Accountability Still Lacking for Billions in Mental Health Money: California state and county governments receive nearly $2 billion in revenue each year from the Mental Health Services tax authorized by voters in 2004. In recent years, independent reports and audits have raised concerns about the lack of information and accountability in how these funds are spent. While some progress has been made, voters still lack sufficient information to evaluate whether these funds are being spent effectively. The subcommittee discussed possible ways to reallocate unspent money and to improve reporting. Senate Republicans support more transparency and better evaluation to ensure tax money is addressing legitimate mental health issues, as voters intended.
Subcommittee #4 (State Administration and General Government)
Roth (D-Riverside) Chair, Wilk (R-Antelope Valley), & Glazer (D-Orinda)
Zero Emission Vehicle Action Plan to Cost More than $100 million: The subcommittee discussed but did not vote on the administration’s request for $6.7 million to design and install charging stations for zero emission vehicles (ZEVs) as part of the 2016 Zero Emission Vehicle Action Plan (Plan). The Plan’s goal is that 50 percent of the state’s fleet purchases be ZEVs by 2025, with total costs of $110 million over the next five years. However, the budget request only provides less than a third of the funding (about $34 million) and does not identify how to pay for the rest. Senator Scott Wilk (R–Antelope Valley) commented that he supports hydrogen fuel cell technology and believes spending limited General Fund dollars on electric charging stations is not an efficient use of taxpayer dollars. Given other demands on the General Fund, the governor should explore using other resources and also consider additional solutions, not just electric vehicles only.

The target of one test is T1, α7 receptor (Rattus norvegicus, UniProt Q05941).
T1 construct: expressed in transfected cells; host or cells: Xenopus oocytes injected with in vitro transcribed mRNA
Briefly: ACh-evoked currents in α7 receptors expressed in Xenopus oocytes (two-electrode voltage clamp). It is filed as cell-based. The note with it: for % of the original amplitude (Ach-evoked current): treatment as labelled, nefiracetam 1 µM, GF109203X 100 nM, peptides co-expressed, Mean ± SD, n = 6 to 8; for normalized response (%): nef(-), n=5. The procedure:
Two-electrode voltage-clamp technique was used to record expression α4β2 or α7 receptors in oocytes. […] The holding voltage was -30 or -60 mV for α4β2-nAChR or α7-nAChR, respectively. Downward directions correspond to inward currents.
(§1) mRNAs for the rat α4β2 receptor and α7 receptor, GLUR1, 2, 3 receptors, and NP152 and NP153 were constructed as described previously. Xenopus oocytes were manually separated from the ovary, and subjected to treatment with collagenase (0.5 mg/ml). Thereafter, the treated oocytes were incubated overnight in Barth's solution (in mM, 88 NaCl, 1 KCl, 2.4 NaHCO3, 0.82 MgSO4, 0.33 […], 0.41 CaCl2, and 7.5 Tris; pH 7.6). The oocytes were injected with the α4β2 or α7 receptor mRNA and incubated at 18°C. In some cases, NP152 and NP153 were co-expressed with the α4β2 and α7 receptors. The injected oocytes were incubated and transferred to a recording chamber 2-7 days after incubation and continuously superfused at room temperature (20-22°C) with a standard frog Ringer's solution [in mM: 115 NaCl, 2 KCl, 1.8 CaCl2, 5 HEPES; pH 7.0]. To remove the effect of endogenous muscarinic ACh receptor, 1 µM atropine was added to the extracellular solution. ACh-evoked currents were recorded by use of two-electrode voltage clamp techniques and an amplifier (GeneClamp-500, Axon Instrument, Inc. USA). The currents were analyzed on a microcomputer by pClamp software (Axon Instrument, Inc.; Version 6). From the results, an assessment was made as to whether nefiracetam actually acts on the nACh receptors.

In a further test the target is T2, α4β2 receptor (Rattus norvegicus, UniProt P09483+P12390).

Critical Election Mandates Continue to be Suspended: The subcommittee discussed six suspended election mandates that govern activities associated with state and local elections. The governor proposes to continue to suspend these six election mandates along with 56 other mandates in 2017-18. A recent survey by the Department of Finance indicates that while the election mandates may be suspended, the majority of counties continue to comply with the activities. Even so, the state’s refusal to pay local governments for $76 million in mandate claims could lead to inconsistencies with state and local elections, creating confusion and potentially jeopardizing voting integrity. The governor’s budget does not provide funding for prior claims, nor does it include a plan of action for addressing these critical activities in the near future. Senate Republicans believe the state should honor its obligations for the mandates it has imposed on local governments.
Subcommittee #5 (Corrections, Public Safety, and the Judiciary)
Skinner (D-Berkeley) Chair, Anderson (R-San Diego), Beall (D-San Jose)
Apprenticeship Programs Expand: The subcommittee approved the governor’s proposal to expand apprenticeship programs into the fields of health care, logistics, information technology and transportation. When fully implemented it is estimated that over 6,000 new apprenticeship slots will be created. Senate Republicans believe this step is valuable, but more efforts in technical and vocational training are needed to help Californians prepare for the jobs of the future.
You can view the agendas this week’s budget subcommittee hearings here.